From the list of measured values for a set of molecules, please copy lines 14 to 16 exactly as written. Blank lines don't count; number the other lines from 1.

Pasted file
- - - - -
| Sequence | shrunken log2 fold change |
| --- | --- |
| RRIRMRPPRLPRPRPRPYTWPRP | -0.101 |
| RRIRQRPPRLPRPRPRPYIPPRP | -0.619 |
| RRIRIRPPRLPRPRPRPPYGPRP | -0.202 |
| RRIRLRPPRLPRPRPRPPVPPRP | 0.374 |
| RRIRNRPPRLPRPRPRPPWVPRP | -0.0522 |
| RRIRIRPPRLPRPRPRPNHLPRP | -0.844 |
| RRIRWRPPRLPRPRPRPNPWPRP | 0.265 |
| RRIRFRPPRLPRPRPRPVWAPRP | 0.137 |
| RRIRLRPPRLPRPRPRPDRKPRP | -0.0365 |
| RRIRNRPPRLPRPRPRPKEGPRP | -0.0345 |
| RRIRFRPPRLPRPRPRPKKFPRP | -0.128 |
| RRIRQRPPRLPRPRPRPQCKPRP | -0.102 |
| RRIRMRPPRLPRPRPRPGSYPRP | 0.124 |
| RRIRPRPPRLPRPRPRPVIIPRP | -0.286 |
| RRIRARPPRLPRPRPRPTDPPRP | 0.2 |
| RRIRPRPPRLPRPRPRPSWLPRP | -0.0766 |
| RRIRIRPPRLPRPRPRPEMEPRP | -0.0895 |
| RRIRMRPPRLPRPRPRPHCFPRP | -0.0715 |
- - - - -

| RRIRQRPPRLPRPRPRPQCKPRP | -0.102 |
| RRIRMRPPRLPRPRPRPGSYPRP | 0.124 |
| RRIRPRPPRLPRPRPRPVIIPRP | -0.286 |